We are in the midst of a crisis. With Americans shouldering $1.5 trillion in student debt, we must waste no time in taking meaningful action to help alleviate this tremendous burden.
Today, 730,000 Coloradans each owe, on average, more than $36,000 in student loan debt. And it’s not only recent graduates or millennials — more than 50,000 Coloradans over the age of 60 owe student loan debt — a 54 percent increase from 2012.
The problem is even worse for rural Coloradans where delinquency rates are significantly higher than the state averages. More than 130,000 rural Coloradans in counties like Moffat, Montezuma and Baca, owe student loan debt; and more than 20,000 of them are severely delinquent.
To add insult to injury, these borrowers are trying to navigate repayment in a sea of unscrupulous companies. Each month, hundreds of thousands of Coloradans — teachers, social workers, service members — take a portion of their paycheck and send it to a company that operates in the shadows, with little accountability to the borrower or to the taxpayer funding its operations.
For unlike servicers for mortgages credit cards and business loans, student loan servicers face no oversight over their operations. Left unchecked, these companies turn to predatory behavior designed to maximize profits.
Far too often, these same companies are saddling teachers with thousands of dollars in debt that should have been discharged, steering social workers and other public servants away from loan forgiveness and blocking service members from accessing military protections they earned through service to our country. Coloradans deserve better.
Amid all of this, the Trump Administration has spent the last two years systematically dismantling student loan borrower protections.
A recent report released by the Inspector General for the Department of Education based on internal audit of the Office of Federal Student Aid (FSA) documents widespread lack of oversight over student loan servicers, resulting in systematic dissemination of misinformation and predatory mishandling of student loan portfolios.
As the federal government walks away from student loan borrowers, it has left a $1.5 trillion black hole in the middle of our country, and a $26 billion black hole in the middle of Colorado.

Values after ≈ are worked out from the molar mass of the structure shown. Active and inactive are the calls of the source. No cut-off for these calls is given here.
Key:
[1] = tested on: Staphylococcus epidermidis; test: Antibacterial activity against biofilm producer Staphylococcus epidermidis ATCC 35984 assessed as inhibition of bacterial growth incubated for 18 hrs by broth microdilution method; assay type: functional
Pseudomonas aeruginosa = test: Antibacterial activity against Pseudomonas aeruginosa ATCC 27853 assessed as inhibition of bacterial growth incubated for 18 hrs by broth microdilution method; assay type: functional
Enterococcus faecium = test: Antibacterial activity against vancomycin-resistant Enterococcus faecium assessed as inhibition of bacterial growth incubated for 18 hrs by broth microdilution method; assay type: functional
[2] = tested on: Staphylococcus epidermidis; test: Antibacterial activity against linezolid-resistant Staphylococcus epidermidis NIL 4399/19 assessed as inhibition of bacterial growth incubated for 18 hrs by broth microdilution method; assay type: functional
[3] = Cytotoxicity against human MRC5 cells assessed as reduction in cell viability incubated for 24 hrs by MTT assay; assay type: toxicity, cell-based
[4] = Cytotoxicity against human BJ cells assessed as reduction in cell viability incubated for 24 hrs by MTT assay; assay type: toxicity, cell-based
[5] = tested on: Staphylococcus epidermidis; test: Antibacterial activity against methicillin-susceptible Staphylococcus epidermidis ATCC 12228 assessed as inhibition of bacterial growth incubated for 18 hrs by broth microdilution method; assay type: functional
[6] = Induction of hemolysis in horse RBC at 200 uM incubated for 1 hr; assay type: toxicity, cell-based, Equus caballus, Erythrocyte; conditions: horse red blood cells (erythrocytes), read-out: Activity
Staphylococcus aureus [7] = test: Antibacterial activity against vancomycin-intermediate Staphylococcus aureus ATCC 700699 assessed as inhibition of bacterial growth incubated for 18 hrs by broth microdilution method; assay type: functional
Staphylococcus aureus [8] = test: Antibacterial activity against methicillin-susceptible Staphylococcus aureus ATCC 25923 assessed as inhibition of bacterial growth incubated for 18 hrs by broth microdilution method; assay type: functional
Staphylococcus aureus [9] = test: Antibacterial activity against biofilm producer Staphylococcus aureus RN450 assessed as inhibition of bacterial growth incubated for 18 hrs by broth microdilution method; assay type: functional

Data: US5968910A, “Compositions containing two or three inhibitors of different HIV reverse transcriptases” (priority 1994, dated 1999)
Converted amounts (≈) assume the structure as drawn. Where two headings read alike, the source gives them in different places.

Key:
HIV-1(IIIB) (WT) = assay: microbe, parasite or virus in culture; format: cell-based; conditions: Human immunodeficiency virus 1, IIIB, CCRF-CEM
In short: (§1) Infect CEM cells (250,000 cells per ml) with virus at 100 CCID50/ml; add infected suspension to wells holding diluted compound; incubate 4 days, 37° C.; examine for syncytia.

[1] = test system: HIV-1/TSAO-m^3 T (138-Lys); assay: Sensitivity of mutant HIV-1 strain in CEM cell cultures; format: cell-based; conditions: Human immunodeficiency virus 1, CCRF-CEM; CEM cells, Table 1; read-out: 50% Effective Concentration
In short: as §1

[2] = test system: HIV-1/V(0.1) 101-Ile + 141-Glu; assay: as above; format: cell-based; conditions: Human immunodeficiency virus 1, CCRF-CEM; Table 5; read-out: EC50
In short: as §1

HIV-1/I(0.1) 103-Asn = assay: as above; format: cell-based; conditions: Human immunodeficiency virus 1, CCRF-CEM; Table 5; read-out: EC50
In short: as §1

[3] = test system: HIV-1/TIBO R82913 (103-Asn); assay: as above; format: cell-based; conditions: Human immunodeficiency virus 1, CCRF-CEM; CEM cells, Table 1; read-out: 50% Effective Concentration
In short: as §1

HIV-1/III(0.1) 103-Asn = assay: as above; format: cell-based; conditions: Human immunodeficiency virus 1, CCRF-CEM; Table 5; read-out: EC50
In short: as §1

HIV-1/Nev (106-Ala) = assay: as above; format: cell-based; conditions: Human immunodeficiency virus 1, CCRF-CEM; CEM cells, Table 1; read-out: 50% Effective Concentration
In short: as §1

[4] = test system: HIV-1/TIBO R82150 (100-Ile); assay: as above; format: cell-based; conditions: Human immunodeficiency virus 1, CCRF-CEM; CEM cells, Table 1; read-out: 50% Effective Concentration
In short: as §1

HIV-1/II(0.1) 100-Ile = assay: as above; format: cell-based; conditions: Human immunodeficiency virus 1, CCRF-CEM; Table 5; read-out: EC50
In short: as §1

That is why Colorado must take action. In the 2018 midterm election, young voters turned out in some of the highest numbers we’ve ever seen. And their number one issue is student loans.
Colorado can and must change the status quo. The Regulate Student Loan Servicers Act (SB19-002) would do just that. The bill, which passed out of the Senate with bipartisan support, would require student loan companies to be licensed and follow the rules — just as we require of mortgages and payday loan companies.
Beyond oversight, we must address the crisis with a multifaceted solution. Unfortunately, too many public servants — those same teachers, social workers, and thousands more — are simply not aware of the numerous programs that exist to alleviate the unsustainable burden of student loans.
The Employee Information Student Loan Programs Act (SB19-057), which was signed by Gov. Jared Polis in March, will ensure that the thousands of state employees who may be eligible for federal student loan repayment programs regularly receive enrollment and eligibility information.
Nearly three-quarters of a million Coloradans feel the mounting pressure of student debt and feel crushed by the predatory behavior of industry. Now is the time for leaders to come to their defense, instilling meaningful reforms to ensure borrows across the state have the protections and assistance they need to successfully navigate their student debt.
Coloradans have taken on historic debts to earn a degree in pursuit of the American dream. In return, let us send them a clear message: Colorado will lead the fight to end the student debt crisis. Colorado will stand up to protect them.
Steve Fenberg, D-Boulder, is majority leader of the Colorado Senate. Faith Winter is a Democratic state senator representing Westminster.
Our articles are free to read, but not free to report
Support local journalism around the state.
Become a member of The Colorado Sun today!
The latest from The Sun
- State lawmaker in wheelchair puts Colorado Capitol access in spotlight
- What’s Working: Why nearly 100,000 out-of-work Coloradans were excluded from an unemployment benefit that is now ending early
- Author Lori Hodges built her first novel around family genealogy — plus her dog’s bouts with a porcupine
- In “Sweet Twisted Pine,” a man on a quest to find his missing sister struggles to adapt to the Old West
- Opinion: Learning from the 2020 election how to teach democracy